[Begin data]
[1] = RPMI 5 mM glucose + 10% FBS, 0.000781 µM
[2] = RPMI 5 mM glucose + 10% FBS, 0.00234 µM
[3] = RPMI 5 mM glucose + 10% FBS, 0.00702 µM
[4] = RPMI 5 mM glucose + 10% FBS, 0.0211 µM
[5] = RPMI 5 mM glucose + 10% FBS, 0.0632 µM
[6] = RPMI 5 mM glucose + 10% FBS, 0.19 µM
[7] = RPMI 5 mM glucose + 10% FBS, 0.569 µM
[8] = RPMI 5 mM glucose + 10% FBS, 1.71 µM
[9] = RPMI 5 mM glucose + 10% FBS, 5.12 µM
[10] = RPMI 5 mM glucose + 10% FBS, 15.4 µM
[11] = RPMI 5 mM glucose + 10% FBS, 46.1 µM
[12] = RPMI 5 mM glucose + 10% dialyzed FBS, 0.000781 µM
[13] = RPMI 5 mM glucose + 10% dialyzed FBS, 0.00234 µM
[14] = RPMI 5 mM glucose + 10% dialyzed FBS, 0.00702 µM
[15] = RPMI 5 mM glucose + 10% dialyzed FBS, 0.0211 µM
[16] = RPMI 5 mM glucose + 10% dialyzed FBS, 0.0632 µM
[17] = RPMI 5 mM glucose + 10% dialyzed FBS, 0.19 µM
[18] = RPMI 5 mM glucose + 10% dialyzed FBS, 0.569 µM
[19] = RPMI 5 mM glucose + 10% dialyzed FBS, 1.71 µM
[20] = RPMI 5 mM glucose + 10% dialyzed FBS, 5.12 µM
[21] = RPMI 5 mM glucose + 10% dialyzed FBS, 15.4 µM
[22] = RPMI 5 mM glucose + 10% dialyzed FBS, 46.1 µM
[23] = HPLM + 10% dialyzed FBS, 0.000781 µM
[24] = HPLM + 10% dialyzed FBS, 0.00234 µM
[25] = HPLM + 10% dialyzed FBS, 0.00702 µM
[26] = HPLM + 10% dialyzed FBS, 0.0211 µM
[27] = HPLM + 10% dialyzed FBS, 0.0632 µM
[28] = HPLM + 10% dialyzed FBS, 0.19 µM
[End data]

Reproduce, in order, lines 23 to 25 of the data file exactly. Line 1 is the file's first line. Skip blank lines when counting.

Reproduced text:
[23] = HPLM + 10% dialyzed FBS, 0.000781 µM
[24] = HPLM + 10% dialyzed FBS, 0.00234 µM
[25] = HPLM + 10% dialyzed FBS, 0.00702 µM